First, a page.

KRAKOW, Poland– While the official opening of World Youth Day is still days away, hundreds of thousands of pilgrims from around the world are already heating up their engines to take part in this huge youth encounter often referred to as the “Catholic Woodstock.”

During those seven days, it won’t really matter if they’re left, center or right-wing Catholics. It won’t matter on what side of the liturgical wars they stand in, if they’re discerning a religious vocation, or if they simply tagged along because they thought it’d be fun.

For seven days, the quest will be much more about finding pilgrims from the furthest geographical region — Archbishop Anthony Fisher of Sydney, Australia, told Crux last week that the right answer would be Aussies, although of course, for Australians the search will be directed somewhere else.

Here are seven facts or initiatives that are perhaps unknown about #Krakow2016:

Francis’ chasuble and the throwaway culture

Papal vestments during a visit abroad are usually the responsibility of the host country. During his visits, Francis has used liturgical clothing created for the occasion by indigenous communities, religious sisters and even inmates.

The liturgical vestments Francis will don during World Youth Day (WYD) were created for the occasion by a group of Iraqi refugee girls living in Jordan. According to their own words, the vestments were done with the “left-over materials” of their clothes collection, Made by Iraqi girls, considered a success story amidst so much suffering among Christian refugees.

“We too were thrown away by the evil men who expelled us from our land,” they wrote in a letter addressed to Francis and published by WYD’s website. “We made these vestments recycling pieces of fabric. But the beautiful things, useful to give glory to the Lord, often come from what is rejected.”

The young women were supposed to attend the event, but because of their refugee status, their visas were denied.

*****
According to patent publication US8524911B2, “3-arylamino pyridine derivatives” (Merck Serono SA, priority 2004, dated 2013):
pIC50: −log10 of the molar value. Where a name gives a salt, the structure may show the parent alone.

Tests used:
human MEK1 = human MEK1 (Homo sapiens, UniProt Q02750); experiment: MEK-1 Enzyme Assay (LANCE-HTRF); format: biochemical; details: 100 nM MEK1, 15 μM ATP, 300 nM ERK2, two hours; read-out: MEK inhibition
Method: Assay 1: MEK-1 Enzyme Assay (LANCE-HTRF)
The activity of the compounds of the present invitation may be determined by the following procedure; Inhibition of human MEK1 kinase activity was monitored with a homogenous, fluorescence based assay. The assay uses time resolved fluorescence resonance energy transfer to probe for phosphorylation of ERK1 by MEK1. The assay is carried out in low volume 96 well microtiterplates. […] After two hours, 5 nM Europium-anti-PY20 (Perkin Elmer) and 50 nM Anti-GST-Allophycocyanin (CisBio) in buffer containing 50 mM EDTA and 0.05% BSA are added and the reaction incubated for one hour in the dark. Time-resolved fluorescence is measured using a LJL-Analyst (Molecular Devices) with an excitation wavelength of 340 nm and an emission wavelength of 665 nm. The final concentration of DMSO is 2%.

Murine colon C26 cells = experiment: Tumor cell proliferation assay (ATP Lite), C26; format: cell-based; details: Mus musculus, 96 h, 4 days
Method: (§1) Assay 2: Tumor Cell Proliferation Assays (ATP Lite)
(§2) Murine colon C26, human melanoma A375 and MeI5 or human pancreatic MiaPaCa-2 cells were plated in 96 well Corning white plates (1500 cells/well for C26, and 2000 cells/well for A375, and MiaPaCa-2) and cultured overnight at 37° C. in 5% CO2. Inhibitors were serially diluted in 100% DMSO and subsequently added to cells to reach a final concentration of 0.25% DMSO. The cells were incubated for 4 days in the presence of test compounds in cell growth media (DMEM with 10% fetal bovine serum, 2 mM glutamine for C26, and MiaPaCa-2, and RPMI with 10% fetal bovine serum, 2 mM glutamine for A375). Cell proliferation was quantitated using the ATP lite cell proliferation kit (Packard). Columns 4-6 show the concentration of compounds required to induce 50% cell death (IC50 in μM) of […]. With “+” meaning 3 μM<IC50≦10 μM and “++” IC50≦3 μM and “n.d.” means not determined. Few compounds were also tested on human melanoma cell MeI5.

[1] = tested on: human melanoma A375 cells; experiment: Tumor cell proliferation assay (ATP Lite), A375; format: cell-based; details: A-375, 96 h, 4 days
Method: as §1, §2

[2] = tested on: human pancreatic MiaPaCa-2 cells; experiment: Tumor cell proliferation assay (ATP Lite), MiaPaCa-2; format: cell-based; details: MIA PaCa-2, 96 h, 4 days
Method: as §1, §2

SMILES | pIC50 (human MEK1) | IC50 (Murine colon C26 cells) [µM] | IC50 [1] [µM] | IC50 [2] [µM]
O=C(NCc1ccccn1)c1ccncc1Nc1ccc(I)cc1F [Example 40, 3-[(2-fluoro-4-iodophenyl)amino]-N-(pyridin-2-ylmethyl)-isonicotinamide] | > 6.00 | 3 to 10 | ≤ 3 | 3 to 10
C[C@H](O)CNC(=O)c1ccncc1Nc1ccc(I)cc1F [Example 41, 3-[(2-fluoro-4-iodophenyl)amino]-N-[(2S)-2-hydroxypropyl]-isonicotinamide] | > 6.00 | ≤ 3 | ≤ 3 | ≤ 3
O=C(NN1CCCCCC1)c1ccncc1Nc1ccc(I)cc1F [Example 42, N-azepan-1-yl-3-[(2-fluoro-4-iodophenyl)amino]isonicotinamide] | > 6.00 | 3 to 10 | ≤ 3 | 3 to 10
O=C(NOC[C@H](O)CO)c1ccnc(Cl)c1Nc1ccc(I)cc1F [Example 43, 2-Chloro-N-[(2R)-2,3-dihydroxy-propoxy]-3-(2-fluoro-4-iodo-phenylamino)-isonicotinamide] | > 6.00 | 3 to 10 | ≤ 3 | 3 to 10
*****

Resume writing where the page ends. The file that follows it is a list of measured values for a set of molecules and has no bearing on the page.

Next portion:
“We had to save our lives, it was the only option since Daesh (ISIS) was offering Christians three options: to deny our faith and convert to Islam, pay a tax or die,” Farah, Maryam, Dalida and other young women say in the letter.

In Jordan, they were welcomed by Catholic priests and a group of nuns, who helped them get back on their feet through a sewing shop, where they received the training that allowed them to launch their clothing brand.

A volunteer who gave his life

Maciej Szymon Cieśla studied graphic design. After building a promising career, in 2014 he quit his job to work full-time as a volunteer for WYD. Among other things, he helped design the banners that are all over the city of Krakow, announcing the youth celebration.

He’s also one of the minds behind the kit every pilgrim and volunteer will receive, and lent his knowledge to build the event’s website. When he joined the local organizing committee as a volunteer, he had lost his faith in the Church, but decided to help because he wanted to believe that there was still some good in it.

Monika Rybczyńska, who works for the committee in the design department, is quoted in the website defining Cieśla as a “a gift” who would help the rest of the volunteers keep things in perspective: “There are things more important than nailing the design.”

Cieśla was diagnosed with cancer last November, and after trying every possible treatment, doctors had to amputate his leg earlier this year.

This May, before losing his leg, he wrote in his Facebook profile: “How fast life and priorities change! And how different our dreams are… some dream with a career and fame, promotion, a new job, wealth or for World Youth Day to be a success. For the last 150 days, I’ve been dreaming of only one thing: I’d like to live. Nothing else.”

Cieśla died on July 2, three weeks before the start of the event he helped organize up until the very last possible moment.


Organizers believe that this will be the most “social” WYD so far, with millions of people keeping up with the events in Krakow not only through their TVs, but particularly by following Twitter, Facebook and snapchat friends who are taking part.